Location: Minnesota

Cancerversary: October 2016

Age at diagnosis: 27

Diagnosis: Squamous cell carcinoma

Stage of cancer: IB2

Cervivor School Graduation: 2019

How my story begins: About a year into my relationship with my boyfriend, I noticed that I was having quite a bit of pain in my pelvis. I would wake up almost every day in pain, not so much that I couldn't get out of bed. But just enough to make me realize that the pain was there. I would get up and take an aspirin and usually forget about it by the end of the day. I also started to bleed after sex. I convinced myself that it wasn’t that much blood so it must not be that big of a deal. I waited almost an entire year before going to the doctor. I was that person that would go to the doctor only when it was really bad. I kept putting off my regularly scheduled Pap smear because as a young woman in her 20s, I did not think I NEEDED to go to that one appointment. I thought I could likely skip one and be just fine. I don’t know what I was thinking!

I finally went into the doctor just thinking they'll do a quick check and I'll be out in no time. I even called my boyfriend to let him know I'd likely be home in about an hour. During the exam I remember thinking, "this is taking longer than usual." Then my doctor said, "Well, I'm sorry this is taking so long, but I'm seeing something here that isn't right." I thought to myself, "oh, probably just a bad infection. Okay, what do we need to do for this one?" I realized the severity of my situation when she made a call to a specialist and demanded that I be seen that day. I kept thinking: "Why hadn't I just gone in sooner? Why hadn't I taken care of myself properly? What have I done?"

I think I was in a state of shock because I called my boyfriend and when I reiterated the story, he dropped everything and told me he would meet me at the specialist. I went in, got examined again, now just silent, thinking the worst. I remember this specialist had HORRIBLE bedside manner. He was cold and seemed upset that he had to squeeze me in as the last patient of the day. He told me he needed to take a sample and it was some of the worst pain. I think a lot had to do with the fact that I was already so scared. The nurse held my hand and I just remember crying and crying.

When it was over, he told me since it was a Friday I would not have any answer until Monday at the earliest, and then he left the room. I got dressed, walked out to the waiting room where my boyfriend was waiting, walked down the stairs to the main floor of the hospital and just started sobbing. I couldn't breathe I was crying so hard. I think we sat there for about 45 minutes until I could gather myself and walk to the car.

The worst part was that my parents were on vacation in Mexico and weren't planning to be back for a week. I had to tell them on the phone while they were hundreds of miles away. We all just cried. I'm sure you can guess how much of a rollercoaster that weekend was for me. I went through sobbing fits, then I just wouldn't talk for hours, then I'd convince myself that there is no way this could happen to me. This couldn't happen to a girl who eats fairly healthy, has never broken a bone or even had a cavity. I had even gotten one HPV vaccine shot when I was 16, but it turns out I may have already had HPV when I got it. (You're supposed to get more than one shot for the vaccine to work the best, but that was not made available to me at the time.)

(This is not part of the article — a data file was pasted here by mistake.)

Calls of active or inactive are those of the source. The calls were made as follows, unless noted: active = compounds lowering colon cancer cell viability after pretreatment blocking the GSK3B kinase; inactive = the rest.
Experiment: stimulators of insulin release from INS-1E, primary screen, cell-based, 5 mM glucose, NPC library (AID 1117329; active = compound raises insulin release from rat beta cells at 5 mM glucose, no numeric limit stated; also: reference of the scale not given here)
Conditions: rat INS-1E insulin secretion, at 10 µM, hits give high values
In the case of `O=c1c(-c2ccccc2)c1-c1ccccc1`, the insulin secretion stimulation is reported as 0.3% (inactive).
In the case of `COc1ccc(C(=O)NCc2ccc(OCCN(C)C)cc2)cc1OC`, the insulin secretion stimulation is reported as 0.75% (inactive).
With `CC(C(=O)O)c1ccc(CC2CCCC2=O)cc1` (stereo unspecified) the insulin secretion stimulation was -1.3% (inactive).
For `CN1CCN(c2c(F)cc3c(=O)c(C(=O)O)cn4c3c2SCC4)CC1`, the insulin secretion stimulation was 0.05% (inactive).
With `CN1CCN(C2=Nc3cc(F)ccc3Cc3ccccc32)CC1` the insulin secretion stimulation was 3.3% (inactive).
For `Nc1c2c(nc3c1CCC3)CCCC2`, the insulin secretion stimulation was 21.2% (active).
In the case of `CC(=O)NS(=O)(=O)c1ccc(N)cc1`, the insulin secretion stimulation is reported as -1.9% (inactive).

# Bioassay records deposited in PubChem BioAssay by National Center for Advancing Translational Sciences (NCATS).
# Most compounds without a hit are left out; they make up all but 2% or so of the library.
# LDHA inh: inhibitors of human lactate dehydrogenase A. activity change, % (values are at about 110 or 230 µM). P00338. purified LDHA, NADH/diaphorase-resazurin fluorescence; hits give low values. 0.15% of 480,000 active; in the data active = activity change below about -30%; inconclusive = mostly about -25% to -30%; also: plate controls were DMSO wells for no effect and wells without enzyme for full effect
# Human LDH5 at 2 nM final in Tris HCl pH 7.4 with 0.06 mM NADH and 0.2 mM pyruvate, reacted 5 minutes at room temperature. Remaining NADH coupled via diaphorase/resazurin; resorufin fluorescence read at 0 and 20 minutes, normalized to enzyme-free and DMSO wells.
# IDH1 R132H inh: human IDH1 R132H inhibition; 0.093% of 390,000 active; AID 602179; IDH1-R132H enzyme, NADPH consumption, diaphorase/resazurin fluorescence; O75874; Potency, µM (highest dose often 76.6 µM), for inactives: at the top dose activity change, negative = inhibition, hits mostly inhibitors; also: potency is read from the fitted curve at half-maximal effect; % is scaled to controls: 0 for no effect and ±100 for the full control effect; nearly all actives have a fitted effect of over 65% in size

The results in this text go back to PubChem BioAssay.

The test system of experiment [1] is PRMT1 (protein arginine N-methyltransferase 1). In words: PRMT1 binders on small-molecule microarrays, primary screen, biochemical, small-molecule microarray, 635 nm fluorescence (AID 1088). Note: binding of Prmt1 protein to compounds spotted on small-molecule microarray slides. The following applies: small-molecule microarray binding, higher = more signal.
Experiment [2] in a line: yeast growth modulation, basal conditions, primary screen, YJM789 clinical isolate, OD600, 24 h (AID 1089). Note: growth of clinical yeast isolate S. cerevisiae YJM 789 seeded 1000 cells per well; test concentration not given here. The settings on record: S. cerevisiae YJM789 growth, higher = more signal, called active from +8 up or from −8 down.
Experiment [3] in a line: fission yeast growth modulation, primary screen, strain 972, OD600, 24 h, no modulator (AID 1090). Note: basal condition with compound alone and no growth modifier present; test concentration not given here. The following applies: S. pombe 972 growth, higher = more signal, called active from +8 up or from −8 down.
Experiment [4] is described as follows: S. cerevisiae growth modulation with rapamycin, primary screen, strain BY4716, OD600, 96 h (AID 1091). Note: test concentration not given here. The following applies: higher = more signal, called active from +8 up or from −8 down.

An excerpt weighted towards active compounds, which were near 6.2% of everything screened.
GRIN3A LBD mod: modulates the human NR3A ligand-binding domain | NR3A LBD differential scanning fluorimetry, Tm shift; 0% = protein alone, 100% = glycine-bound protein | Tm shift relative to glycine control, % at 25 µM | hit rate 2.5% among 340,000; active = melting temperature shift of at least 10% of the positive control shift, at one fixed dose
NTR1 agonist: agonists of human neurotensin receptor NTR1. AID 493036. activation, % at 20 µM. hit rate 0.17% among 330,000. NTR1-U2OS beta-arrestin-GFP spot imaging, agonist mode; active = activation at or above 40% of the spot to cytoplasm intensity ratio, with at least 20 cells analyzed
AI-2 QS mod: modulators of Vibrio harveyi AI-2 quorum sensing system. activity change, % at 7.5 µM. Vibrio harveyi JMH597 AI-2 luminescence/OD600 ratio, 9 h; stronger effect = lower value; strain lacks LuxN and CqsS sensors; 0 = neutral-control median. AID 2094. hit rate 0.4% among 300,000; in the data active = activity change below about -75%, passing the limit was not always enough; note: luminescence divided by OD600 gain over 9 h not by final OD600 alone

Monday came and I got the call. I was sitting against the wall in my dining room. I heard the, "I regret to inform you that the test came back positive. There is a tumor in your cervix and it is cancerous." He proceeded to explain more to me, but I just put the phone down and gave it to my boyfriend. I heard nothing. I saw nothing. I just stood there in shock.

Life before my diagnosis: When I say that I was the most normal 27-year-old, I truly mean that I was the most normal 27-year-old. I had met the love of my life, recently moved in with a friend, and started working with my father to help out with the family business full time. I had a beautiful dog, Rocco, who I adored. He went with me everywhere. I loved going to all sorts of different music concerts, walking around the dog park, and just hanging out with friends. I would even joke to myself that I was one of the most painfully normal girls that I had ever known.

How I felt after diagnosis: I don't remember much of the day I was diagnosed. I like to compare that event with having a bomb go off right next to you. Now, I haven't actually heard a bomb go off, but from that I can tell from the movies, it seems pretty similar to me. Something explodes in your ear (in my case, because they told me over the phone), everything goes white for a second, then black. I can't see anything in front of my face, I feel like I'm having almost an out of body experience and all I can hear is this annoying high pitched ringing in my head, I can't make out anything my boyfriend said to me and I just had to sit and take in this information. Information that I had never heard before, never experienced before. It took a little bit for my brain to process the information. I was pretty dazed for the rest of that day.

Telling my family and friends: When I was first diagnosed, my parents happened to be taking a trip to Mexico. My mother was out of the country and she was the person I needed the most. My parents ended up flying back shortly after I notified them. After telling my family and some close friends, I decided that - since I would likely be sick for quite some time - I should announce to my social media world that I was sick. The responses were overwhelmingly nice for the most part. I will honestly say that there were a couple of whispers floating around about my diagnosis. Questions about how many people I could have slept with or what I might have done for this to happen to me.